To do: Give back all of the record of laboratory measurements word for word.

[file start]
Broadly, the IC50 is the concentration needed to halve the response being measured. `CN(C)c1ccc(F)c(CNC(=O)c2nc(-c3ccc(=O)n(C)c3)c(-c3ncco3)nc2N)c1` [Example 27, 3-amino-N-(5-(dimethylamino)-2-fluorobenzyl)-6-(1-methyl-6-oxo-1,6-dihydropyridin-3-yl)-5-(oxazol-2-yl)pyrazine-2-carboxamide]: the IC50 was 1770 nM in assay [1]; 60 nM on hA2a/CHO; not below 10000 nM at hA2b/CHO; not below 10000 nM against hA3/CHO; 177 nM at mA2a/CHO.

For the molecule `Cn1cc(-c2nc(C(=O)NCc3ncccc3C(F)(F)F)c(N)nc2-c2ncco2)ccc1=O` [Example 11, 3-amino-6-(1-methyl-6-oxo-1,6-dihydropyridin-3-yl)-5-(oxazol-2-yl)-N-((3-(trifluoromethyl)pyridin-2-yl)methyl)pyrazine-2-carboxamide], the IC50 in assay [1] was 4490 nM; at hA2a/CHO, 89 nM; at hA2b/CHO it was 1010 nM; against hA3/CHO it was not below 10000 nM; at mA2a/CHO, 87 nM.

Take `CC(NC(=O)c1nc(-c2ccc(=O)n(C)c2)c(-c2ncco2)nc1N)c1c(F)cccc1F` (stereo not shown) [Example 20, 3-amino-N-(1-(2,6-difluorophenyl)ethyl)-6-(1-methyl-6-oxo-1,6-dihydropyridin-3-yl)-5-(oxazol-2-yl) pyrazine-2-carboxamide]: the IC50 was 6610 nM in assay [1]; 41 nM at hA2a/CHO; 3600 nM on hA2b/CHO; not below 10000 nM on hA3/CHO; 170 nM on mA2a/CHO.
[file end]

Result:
Broadly, the IC50 is the concentration needed to halve the response being measured. `CN(C)c1ccc(F)c(CNC(=O)c2nc(-c3ccc(=O)n(C)c3)c(-c3ncco3)nc2N)c1` [Example 27, 3-amino-N-(5-(dimethylamino)-2-fluorobenzyl)-6-(1-methyl-6-oxo-1,6-dihydropyridin-3-yl)-5-(oxazol-2-yl)pyrazine-2-carboxamide]: the IC50 was 1770 nM in assay [1]; 60 nM on hA2a/CHO; not below 10000 nM at hA2b/CHO; not below 10000 nM against hA3/CHO; 177 nM at mA2a/CHO.

For the molecule `Cn1cc(-c2nc(C(=O)NCc3ncccc3C(F)(F)F)c(N)nc2-c2ncco2)ccc1=O` [Example 11, 3-amino-6-(1-methyl-6-oxo-1,6-dihydropyridin-3-yl)-5-(oxazol-2-yl)-N-((3-(trifluoromethyl)pyridin-2-yl)methyl)pyrazine-2-carboxamide], the IC50 in assay [1] was 4490 nM; at hA2a/CHO, 89 nM; at hA2b/CHO it was 1010 nM; against hA3/CHO it was not below 10000 nM; at mA2a/CHO, 87 nM.

Take `CC(NC(=O)c1nc(-c2ccc(=O)n(C)c2)c(-c2ncco2)nc1N)c1c(F)cccc1F` (stereo not shown) [Example 20, 3-amino-N-(1-(2,6-difluorophenyl)ethyl)-6-(1-methyl-6-oxo-1,6-dihydropyridin-3-yl)-5-(oxazol-2-yl) pyrazine-2-carboxamide]: the IC50 was 6610 nM in assay [1]; 41 nM at hA2a/CHO; 3600 nM on hA2b/CHO; not below 10000 nM on hA3/CHO; 170 nM on mA2a/CHO.